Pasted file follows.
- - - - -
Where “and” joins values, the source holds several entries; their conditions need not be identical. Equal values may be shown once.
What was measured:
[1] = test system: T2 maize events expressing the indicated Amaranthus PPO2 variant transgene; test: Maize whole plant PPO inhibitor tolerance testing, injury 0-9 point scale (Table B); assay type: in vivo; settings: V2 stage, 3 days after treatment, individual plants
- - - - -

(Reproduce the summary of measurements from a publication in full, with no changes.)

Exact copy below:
Where “and” joins values, the source holds several entries; their conditions need not be identical. Equal values may be shown once.
What was measured:
[1] = test system: T2 maize events expressing the indicated Amaranthus PPO2 variant transgene; test: Maize whole plant PPO inhibitor tolerance testing, injury 0-9 point scale (Table B); assay type: in vivo; settings: V2 stage, 3 days after treatment, individual plants